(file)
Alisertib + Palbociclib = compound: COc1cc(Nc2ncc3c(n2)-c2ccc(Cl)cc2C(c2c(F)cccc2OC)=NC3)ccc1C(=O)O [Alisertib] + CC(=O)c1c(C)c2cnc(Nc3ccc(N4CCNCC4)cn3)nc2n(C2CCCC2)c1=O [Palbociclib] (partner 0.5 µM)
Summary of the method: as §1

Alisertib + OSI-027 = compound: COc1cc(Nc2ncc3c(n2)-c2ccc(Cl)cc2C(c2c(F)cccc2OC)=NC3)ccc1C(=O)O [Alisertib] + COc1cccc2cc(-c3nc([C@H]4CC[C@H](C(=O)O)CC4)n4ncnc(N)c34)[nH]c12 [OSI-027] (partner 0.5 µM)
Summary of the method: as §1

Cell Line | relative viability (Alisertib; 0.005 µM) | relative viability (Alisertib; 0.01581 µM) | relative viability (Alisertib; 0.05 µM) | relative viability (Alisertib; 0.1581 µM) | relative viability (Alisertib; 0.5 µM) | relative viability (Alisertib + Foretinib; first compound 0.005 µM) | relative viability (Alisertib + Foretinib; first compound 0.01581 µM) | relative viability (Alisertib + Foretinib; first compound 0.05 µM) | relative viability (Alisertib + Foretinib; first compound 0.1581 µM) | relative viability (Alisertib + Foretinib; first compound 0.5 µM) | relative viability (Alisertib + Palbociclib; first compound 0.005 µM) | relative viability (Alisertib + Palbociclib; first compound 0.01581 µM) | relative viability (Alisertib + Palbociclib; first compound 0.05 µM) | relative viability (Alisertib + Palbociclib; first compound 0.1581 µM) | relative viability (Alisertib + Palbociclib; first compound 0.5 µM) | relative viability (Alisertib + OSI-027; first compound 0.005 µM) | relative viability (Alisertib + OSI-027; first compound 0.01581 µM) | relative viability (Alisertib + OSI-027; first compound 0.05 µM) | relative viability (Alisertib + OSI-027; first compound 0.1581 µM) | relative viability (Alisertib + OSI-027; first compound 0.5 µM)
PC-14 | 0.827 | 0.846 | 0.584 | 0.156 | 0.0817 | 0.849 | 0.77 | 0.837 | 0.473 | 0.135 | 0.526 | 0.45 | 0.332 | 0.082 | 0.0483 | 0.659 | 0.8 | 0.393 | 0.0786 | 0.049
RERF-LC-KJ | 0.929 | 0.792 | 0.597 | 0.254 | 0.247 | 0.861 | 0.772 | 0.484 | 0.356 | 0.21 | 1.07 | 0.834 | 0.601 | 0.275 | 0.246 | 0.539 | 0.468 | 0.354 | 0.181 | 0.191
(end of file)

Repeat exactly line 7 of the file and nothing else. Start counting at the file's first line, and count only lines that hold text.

RERF-LC-KJ | 0.929 | 0.792 | 0.597 | 0.254 | 0.247 | 0.861 | 0.772 | 0.484 | 0.356 | 0.21 | 1.07 | 0.834 | 0.601 | 0.275 | 0.246 | 0.539 | 0.468 | 0.354 | 0.181 | 0.191